Table 4 Peak areas and peak heights of analyte and IS referred to the calibrator CAL1 (2.5 µM) and to its dilutions 1:2 (1.25 µM) and 1:10 (0.25 µM) with the corresponding calculated concentration and accuracy. ND not detectable. Cps counts per second.
Fig. 2
figure 2

Chromatograms obtained after injecting calibrator 1 (A), dilution 1:2 of calibrator 1 corresponding to LOQ (B) and dilution 1:10 of calibrator 1 corresponding to LOD (C)

Accuracy and precision

Accuracy and precision were evaluated both for calibrators and QCs; in particular QCs’ concentrations were calculated on the basis of calibration curve. Table 5 shows results of inter-day accuracy, and precision, represented by the coefficient of variation (CV%). The percentage of accuracy varied between 97.80 and 106.00% and CV% between 0.90 and 6.93%.

Table 5 Inter-day accuracy and precision of calibrators and QCs.

Carry over

Carry over was assessed by injecting blank samples after the calibrator with the highest analyte concentration and, as shown in Fig. 3, the signal derived was not greater than 20% and 5% of that of the analyte and of IS respectively.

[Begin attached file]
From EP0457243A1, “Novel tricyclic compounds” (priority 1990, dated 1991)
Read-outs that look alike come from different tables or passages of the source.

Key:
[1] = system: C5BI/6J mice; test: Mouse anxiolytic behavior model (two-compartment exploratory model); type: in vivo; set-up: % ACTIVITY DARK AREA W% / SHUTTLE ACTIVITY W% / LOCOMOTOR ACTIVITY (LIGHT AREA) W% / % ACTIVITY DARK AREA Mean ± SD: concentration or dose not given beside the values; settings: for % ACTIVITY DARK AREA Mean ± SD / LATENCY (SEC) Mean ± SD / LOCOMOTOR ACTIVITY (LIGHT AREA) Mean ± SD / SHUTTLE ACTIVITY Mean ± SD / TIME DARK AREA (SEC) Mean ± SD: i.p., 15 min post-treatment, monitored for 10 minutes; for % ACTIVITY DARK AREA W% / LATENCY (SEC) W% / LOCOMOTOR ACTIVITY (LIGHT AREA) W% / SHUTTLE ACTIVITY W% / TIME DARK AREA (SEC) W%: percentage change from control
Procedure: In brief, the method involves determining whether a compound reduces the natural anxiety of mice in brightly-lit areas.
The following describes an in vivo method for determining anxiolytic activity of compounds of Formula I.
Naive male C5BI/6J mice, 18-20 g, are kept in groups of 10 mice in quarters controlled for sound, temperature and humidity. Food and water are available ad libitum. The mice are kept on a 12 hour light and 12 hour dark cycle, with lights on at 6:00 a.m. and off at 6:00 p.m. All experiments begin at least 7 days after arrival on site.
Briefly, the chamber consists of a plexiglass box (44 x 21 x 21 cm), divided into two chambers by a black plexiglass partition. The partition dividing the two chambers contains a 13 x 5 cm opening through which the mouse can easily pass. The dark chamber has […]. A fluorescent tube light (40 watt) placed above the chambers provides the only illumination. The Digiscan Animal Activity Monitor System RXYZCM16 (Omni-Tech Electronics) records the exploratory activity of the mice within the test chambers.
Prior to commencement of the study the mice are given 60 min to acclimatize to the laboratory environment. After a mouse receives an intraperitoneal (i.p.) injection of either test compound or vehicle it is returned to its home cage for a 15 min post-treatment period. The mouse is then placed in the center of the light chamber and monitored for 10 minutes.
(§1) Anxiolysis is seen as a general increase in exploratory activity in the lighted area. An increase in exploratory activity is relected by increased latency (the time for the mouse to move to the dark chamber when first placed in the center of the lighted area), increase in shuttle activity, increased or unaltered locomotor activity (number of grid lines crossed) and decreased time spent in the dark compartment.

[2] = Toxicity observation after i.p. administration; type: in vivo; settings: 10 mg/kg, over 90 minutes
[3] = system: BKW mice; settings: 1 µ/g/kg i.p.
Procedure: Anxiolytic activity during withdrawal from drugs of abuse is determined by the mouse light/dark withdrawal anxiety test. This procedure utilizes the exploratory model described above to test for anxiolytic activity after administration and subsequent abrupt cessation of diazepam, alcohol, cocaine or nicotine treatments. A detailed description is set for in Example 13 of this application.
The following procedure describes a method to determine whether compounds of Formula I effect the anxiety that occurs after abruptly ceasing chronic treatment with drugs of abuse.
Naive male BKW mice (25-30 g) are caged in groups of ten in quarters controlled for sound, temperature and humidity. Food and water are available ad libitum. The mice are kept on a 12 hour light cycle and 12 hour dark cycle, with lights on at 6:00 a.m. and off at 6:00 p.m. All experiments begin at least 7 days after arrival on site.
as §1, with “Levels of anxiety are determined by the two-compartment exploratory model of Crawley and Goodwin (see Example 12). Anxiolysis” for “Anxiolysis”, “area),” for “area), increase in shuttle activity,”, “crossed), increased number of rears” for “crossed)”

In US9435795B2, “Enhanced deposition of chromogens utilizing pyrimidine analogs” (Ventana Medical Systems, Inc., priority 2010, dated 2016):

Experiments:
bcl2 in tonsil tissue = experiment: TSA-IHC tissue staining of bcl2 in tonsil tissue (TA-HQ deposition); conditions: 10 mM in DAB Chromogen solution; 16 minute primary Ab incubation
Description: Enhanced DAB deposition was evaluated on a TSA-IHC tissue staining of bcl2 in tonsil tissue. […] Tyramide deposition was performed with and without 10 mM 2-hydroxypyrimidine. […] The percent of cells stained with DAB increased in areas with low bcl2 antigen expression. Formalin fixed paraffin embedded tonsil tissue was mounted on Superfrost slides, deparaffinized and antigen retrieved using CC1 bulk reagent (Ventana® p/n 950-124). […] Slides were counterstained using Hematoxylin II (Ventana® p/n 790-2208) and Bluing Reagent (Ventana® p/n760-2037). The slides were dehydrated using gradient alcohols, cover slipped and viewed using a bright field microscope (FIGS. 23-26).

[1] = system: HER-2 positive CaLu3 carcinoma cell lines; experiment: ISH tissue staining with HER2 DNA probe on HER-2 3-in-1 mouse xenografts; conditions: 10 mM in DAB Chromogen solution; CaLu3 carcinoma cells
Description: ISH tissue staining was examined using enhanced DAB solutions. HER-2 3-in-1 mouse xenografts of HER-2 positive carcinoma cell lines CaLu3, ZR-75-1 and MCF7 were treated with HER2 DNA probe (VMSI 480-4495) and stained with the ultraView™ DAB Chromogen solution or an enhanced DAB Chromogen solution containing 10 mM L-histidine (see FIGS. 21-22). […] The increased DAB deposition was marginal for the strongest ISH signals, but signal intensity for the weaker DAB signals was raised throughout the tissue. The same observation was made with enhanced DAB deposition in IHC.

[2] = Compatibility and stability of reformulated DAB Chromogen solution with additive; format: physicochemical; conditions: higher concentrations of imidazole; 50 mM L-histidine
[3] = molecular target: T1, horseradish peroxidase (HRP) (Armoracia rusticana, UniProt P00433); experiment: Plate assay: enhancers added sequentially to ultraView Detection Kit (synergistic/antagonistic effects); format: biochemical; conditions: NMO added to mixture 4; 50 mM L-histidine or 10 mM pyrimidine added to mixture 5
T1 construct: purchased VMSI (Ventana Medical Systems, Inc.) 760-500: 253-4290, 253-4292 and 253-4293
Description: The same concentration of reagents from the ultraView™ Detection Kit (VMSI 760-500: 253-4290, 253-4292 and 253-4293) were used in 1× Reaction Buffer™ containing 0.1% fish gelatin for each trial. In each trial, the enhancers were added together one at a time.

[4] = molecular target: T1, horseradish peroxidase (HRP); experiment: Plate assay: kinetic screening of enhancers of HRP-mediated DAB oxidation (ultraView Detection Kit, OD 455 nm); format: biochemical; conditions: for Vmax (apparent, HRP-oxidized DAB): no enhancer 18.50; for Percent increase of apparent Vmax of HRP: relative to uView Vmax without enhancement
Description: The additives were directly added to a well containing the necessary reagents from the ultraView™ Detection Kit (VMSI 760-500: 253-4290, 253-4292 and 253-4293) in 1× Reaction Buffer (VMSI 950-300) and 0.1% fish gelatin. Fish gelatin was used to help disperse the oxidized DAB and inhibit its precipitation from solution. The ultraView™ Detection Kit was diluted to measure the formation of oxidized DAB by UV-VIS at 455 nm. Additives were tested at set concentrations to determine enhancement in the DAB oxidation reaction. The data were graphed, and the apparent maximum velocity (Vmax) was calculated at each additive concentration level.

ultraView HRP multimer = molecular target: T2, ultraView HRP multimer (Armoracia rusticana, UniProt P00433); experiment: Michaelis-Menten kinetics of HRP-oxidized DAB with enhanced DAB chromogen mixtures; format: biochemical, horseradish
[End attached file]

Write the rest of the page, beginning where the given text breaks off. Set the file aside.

Fig. 3
figure 3

Chromatogram obtained after injecting a blank sample after the calibrator with the highest analyte concentration. The blue and red lines consist in respectively the signal along the chromatogram derived from the transition of cysteamine and of IS used to quantify

Stability of cysteamine

The stability of the 100 µM cysteamine in plasma was evaluated using the working solutions for the preparation of calibrators and QCs after 1, 2 and 3 months from its preparation. The solution was stored at -20 °C and was found to be stable up to 2 months at these conditions.

Application of the method to samples

Cysteamine and intracellular cystine were measured in 4 patients suffering from nephropathic infantile cystinosis in order to test the applicability of the analytical method. As shown in Tables 6 and 7, the concentrations of plasmatic cysteamine and of intracellular cystine were in line with those expected for patients after 6 h since the oral administration of cysteamine bitartrate.

Our results confirmed previously reported data: cysteamine succeeds in lowering the concentrations of intracellular cystine below the recommended value of 1 nmol of hemicystine/mg of protein [9,10,11].

Table 6 Measurements of plasmatic concentrations of cysteamine in 4 patients suffering from nephropathic infantile cystinosis after 6 h since the administration of cysteamine bitartrate